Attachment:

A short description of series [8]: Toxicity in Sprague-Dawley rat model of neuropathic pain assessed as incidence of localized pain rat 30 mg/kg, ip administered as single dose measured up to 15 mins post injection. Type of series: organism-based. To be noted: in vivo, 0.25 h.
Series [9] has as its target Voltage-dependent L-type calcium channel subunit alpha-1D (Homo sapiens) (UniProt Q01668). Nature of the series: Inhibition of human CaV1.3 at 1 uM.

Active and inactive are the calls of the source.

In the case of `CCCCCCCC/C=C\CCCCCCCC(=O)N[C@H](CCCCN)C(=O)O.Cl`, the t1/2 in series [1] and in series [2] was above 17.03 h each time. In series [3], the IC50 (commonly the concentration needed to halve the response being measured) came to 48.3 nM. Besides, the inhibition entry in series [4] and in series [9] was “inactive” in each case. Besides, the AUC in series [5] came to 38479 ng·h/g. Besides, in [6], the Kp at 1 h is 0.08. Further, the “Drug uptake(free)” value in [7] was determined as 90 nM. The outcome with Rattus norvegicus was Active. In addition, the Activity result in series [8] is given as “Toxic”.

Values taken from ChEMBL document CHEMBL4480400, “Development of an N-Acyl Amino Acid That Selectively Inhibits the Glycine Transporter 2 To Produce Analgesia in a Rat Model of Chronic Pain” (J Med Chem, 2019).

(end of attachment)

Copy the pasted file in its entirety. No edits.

A short description of series [8]: Toxicity in Sprague-Dawley rat model of neuropathic pain assessed as incidence of localized pain rat 30 mg/kg, ip administered as single dose measured up to 15 mins post injection. Type of series: organism-based. To be noted: in vivo, 0.25 h.
Series [9] has as its target Voltage-dependent L-type calcium channel subunit alpha-1D (Homo sapiens) (UniProt Q01668). Nature of the series: Inhibition of human CaV1.3 at 1 uM.

Active and inactive are the calls of the source.

In the case of `CCCCCCCC/C=C\CCCCCCCC(=O)N[C@H](CCCCN)C(=O)O.Cl`, the t1/2 in series [1] and in series [2] was above 17.03 h each time. In series [3], the IC50 (commonly the concentration needed to halve the response being measured) came to 48.3 nM. Besides, the inhibition entry in series [4] and in series [9] was “inactive” in each case. Besides, the AUC in series [5] came to 38479 ng·h/g. Besides, in [6], the Kp at 1 h is 0.08. Further, the “Drug uptake(free)” value in [7] was determined as 90 nM. The outcome with Rattus norvegicus was Active. In addition, the Activity result in series [8] is given as “Toxic”.

Values taken from ChEMBL document CHEMBL4480400, “Development of an N-Acyl Amino Acid That Selectively Inhibits the Glycine Transporter 2 To Produce Analgesia in a Rat Model of Chronic Pain” (J Med Chem, 2019).